Resilience and flexibility of the outer radial crash stop may be achieved by providing an outer radial crash stop which is movably mounted only in said different direction and resiliently biased to crash stop position, or, by fabricating the outer radial crash stop of a material, plastic or metal, having a physical property and structural configuration providing stiffness in the required degree in the direction of actuator impact forces and resilience and/or flexibility from crash stop position in said different direction. In either structural configuration, when displacement forces acting in said different direction are removed, the outer radial crash stop moves or snaps back to functional crash stop position.
The invention will be better understood by reference to the following specification when considered in conjunction with the accompanying drawings, in which:
FIG. 1 is a plan view of a rotary actuator disk drive illustrating one embodiment of this invention.
FIG. 2 is an isometric view of a preferred embodiment of this invention representing the presently known best mode for practicing this invention.
FIG. 3 is a plan view of the rotary actuator disk drive of FIG. 2.
FIG. 4 is a plan view of the rotary actuator disk drive showing the rotary actuator in its installed angular position.
FIG. 5 is a plan view of the rotary actuator disk drive showing the rotary actuator in its head loading angular position.
FIG. 6 is a plan view drawn to an enlarged scale of a further embodiment of the crash stop structure of this invention.
FIG. 7 is a sectional view taken on the line VII--VII of FIG. 6.
FIG. 8 is a plan view showing a modification of the attachment of the crash stop structure to the disk drive base, and
FIG. 9 is an elevational view of the crash stop structure taken on the line IX--IX of FIG. 8.
The best mode presently known to the applicants for practicing this invention comprises it's application in a rotary actuator type of magnetic disk drive, as illustrated and described herein. Applications to linear actuator disk memory drives will be readily apparent to those skilled in the art.
As seen in the drawings, and with particular reference to FIGS. 1, 2 and 3, the rotary actuator disk drive generally designated 1 comprises a base or support plate 3, a disk stack 5 and an actuator 7.
The disk stack 5 is mounted for rotation at constant speed by a motor (not shown), about an axis 5b of a disk spindle structure 5c secured to the base plate 3.
A rotary actuator 7 comprises a bearing housing 7a which is rotatably mounted about the spindle 7b which is also secured to the base plate 3. Arms 7c, forming part of an arm stack are mounted upon the bearing housing 7a in axially spaced positions in planes adjacent to the surfaces of the individual disks 5a and, in operation, project between the disks. Load beams 7d, sometimes also referred to as flexures, are individually attached to the free end of each arm 7c at it's extremity. Each load beam mounts an individual transducer 7e, such as a magnetic head. Each transducer 7e is disposed in confronting relationship with the adjacent surface of one disk 5a. The actuator 7 is rotated about the spindle 7b to move the transducer 7e radially and then to radially position a transducer 7e over the adjacent surface of a disk 5a at a selected track, for track seeking and track following modes of operation, respectively, as is well known, by means of an actuator motor 9.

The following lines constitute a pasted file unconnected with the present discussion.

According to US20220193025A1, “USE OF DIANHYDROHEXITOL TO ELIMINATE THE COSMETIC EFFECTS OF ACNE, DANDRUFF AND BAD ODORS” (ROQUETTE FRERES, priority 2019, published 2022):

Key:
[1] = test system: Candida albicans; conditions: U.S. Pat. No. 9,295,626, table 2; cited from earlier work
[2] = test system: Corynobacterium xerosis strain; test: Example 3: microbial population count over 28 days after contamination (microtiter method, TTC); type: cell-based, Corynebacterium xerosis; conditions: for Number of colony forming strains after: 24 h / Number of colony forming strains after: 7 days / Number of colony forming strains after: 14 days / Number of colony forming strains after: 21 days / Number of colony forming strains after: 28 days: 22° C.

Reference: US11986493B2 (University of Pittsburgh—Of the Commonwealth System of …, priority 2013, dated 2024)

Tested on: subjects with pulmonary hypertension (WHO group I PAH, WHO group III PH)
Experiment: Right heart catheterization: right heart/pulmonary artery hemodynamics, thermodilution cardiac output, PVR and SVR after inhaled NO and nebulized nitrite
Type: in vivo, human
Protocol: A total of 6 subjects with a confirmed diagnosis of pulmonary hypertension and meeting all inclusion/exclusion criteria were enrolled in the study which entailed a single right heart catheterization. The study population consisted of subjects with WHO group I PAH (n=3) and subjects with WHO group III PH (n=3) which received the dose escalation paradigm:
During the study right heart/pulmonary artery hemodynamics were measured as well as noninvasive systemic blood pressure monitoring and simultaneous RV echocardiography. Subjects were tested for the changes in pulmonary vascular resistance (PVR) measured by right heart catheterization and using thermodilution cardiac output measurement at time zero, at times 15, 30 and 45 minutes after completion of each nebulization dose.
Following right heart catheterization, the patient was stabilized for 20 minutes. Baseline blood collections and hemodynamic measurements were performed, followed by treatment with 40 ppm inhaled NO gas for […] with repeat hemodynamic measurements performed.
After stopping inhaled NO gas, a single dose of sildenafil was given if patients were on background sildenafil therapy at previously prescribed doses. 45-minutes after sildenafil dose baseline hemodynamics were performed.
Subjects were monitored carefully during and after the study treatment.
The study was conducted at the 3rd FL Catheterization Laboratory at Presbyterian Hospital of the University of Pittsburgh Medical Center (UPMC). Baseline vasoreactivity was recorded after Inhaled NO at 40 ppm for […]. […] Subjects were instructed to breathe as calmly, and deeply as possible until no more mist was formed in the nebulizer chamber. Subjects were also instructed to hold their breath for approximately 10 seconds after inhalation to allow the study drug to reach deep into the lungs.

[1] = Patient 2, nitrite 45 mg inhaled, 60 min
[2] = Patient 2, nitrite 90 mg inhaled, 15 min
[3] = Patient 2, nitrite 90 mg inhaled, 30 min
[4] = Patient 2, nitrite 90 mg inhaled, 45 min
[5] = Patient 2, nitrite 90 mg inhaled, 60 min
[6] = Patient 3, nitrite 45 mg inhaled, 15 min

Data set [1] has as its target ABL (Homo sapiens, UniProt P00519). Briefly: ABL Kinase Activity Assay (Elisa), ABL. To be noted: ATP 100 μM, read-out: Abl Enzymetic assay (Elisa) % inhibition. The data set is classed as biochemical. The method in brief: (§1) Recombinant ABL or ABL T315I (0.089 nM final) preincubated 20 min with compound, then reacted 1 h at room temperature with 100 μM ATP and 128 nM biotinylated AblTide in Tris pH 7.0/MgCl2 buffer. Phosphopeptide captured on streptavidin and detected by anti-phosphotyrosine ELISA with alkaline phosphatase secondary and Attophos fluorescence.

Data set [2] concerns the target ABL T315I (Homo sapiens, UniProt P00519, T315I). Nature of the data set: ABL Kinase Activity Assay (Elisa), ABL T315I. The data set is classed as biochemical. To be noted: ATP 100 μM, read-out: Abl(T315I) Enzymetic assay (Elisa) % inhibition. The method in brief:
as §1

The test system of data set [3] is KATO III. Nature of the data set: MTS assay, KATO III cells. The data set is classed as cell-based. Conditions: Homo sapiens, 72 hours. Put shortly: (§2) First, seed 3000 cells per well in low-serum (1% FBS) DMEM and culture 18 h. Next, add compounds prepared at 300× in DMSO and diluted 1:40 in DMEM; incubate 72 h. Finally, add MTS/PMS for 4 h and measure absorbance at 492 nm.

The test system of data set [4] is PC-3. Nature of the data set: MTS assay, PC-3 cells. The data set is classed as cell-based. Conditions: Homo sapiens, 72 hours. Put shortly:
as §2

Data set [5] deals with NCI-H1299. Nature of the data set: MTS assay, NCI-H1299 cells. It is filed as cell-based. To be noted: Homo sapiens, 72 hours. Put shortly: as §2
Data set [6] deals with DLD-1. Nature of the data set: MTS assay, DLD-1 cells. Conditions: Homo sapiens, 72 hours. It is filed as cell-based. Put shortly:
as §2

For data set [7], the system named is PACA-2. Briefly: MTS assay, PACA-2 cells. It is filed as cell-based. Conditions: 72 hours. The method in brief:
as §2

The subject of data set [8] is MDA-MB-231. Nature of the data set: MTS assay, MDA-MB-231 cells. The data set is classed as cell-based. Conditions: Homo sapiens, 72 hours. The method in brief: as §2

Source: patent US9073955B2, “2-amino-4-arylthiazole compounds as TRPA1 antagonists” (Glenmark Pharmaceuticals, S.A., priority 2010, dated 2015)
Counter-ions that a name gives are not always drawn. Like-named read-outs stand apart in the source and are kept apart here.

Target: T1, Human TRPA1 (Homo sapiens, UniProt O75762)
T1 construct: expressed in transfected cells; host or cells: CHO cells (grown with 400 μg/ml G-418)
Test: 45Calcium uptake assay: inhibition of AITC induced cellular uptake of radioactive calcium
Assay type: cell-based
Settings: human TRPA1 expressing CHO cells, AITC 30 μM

This actuator motor 9 comprises a coil structure 9a. The coil structure 9a is attached to the bearing housing 7a and the center line of the coil structure is preferably diametrically positioned disposed with respect to the center line of the arms 7c and load beams 7d on the opposite side of the axis of the actuator spindle 7b. In this position the coil structure 9a moves bidirectionally in an arc about the axis of the actuator spindle 7b. The coil structure 9a is disposed between a pair of two pole permanent magnets, one above and one below the coil structure 9a. Only one two pole permanent magnet 9b is needed to demonstrate operation. Only the lower permanent magnet is shown in these illustrations in the interest of clarity. The lower permanent magnet 9b is disposed upon a steel motor base 9c which is attached to the base plate. Bidirectional movement of the coil structure 9a in its arc in the field of the permanent magnet is achieved, as is well known, by reversibly energizing the coil (not shown) of the coil structure 9a.
Referring now to FIG. 1, one embodiment of the snap crash stop of this invention is illustrated. The outer radial limit of angular mechanical movement of the rotary actuator 7 is determined by the crash stop 11. In this figure, only the outer radial limit crash stop structure 11 is shown in the interest of simplicity. It will be appreciated that an inner radial limit crash stop is also employed in practice. The outer radial crash stop structure 11 has a crash stop support member 11a secured to the base plate 3. A crash stop projection 11b in the form of a flexible arm projecting from the support member 11a, is provided with a latch 11g at its extremity which is engaged with a catch 9d on the outer edge of the coil structure 9a. As will be seen by reference to FIG. 4, during assembly the actuator 7 is mounted upon the actuator spindle 7b which is attached to the base plate 3, which allows actuator rotation about the axes of the spindle 7b. In this first step of actuator installation, all parts of the actuator 7 are clear of the disk stack 5 and the crash stop structure 11. Loading of the transducers 7e upon the disks is accomplished by spreading the transducers apart a distance to clear the thickness of the disk. In practice, one transducer 7e normally will be positioned on the top surface of a disk and a second transducer 7e will be positioned on a bottom surface of that disk, as is well known. When the transducers 7e are spread apart, the actuator is rotated counter-clockwise in the direction of the arrow, as seen in FIG. 5, and the transducers 7e are moved across the surface of the disk but out of contact with the surface of the disk. As this counter-clockwise rotation is in progress and the transducers 7e move past the circumferential edge of the disks, the latch 11g on the end of the arm 11b rides up the ramp of the catch 9d. In the position shown in FIG. 1, the latch 11g moves past the edge of the ramp of the catch 9d and snaps into place, as shown. In this position, the actuator arm is in its outer radial limit position with the transducer 7e positioned on the disk surface outside of the outer data track 5e.